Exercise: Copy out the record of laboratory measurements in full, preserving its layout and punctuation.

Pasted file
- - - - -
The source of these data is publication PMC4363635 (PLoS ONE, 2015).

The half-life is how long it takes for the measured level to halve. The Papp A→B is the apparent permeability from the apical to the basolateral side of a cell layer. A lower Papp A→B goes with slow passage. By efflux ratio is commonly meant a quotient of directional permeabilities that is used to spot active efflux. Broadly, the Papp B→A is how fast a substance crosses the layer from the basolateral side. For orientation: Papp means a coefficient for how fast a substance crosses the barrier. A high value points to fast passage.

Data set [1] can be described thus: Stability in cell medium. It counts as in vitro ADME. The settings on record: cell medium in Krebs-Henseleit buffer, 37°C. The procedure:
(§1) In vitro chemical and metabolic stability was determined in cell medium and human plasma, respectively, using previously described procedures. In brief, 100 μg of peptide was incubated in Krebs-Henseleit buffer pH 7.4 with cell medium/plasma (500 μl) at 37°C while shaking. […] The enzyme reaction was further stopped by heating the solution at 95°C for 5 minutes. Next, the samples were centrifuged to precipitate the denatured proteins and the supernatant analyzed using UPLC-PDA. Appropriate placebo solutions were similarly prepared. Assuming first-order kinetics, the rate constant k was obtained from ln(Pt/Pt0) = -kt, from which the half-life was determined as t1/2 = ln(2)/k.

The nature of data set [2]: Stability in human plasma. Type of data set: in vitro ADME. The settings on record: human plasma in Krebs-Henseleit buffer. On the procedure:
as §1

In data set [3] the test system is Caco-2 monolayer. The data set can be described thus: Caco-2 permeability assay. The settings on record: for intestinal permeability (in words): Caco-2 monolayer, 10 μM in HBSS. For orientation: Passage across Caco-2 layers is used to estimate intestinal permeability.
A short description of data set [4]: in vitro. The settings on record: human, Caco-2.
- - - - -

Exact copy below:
The source of these data is publication PMC4363635 (PLoS ONE, 2015).

The half-life is how long it takes for the measured level to halve. The Papp A→B is the apparent permeability from the apical to the basolateral side of a cell layer. A lower Papp A→B goes with slow passage. By efflux ratio is commonly meant a quotient of directional permeabilities that is used to spot active efflux. Broadly, the Papp B→A is how fast a substance crosses the layer from the basolateral side. For orientation: Papp means a coefficient for how fast a substance crosses the barrier. A high value points to fast passage.

Data set [1] can be described thus: Stability in cell medium. It counts as in vitro ADME. The settings on record: cell medium in Krebs-Henseleit buffer, 37°C. The procedure:
(§1) In vitro chemical and metabolic stability was determined in cell medium and human plasma, respectively, using previously described procedures. In brief, 100 μg of peptide was incubated in Krebs-Henseleit buffer pH 7.4 with cell medium/plasma (500 μl) at 37°C while shaking. […] The enzyme reaction was further stopped by heating the solution at 95°C for 5 minutes. Next, the samples were centrifuged to precipitate the denatured proteins and the supernatant analyzed using UPLC-PDA. Appropriate placebo solutions were similarly prepared. Assuming first-order kinetics, the rate constant k was obtained from ln(Pt/Pt0) = -kt, from which the half-life was determined as t1/2 = ln(2)/k.

The nature of data set [2]: Stability in human plasma. Type of data set: in vitro ADME. The settings on record: human plasma in Krebs-Henseleit buffer. On the procedure:
as §1

In data set [3] the test system is Caco-2 monolayer. The data set can be described thus: Caco-2 permeability assay. The settings on record: for intestinal permeability (in words): Caco-2 monolayer, 10 μM in HBSS. For orientation: Passage across Caco-2 layers is used to estimate intestinal permeability.
A short description of data set [4]: in vitro. The settings on record: human, Caco-2.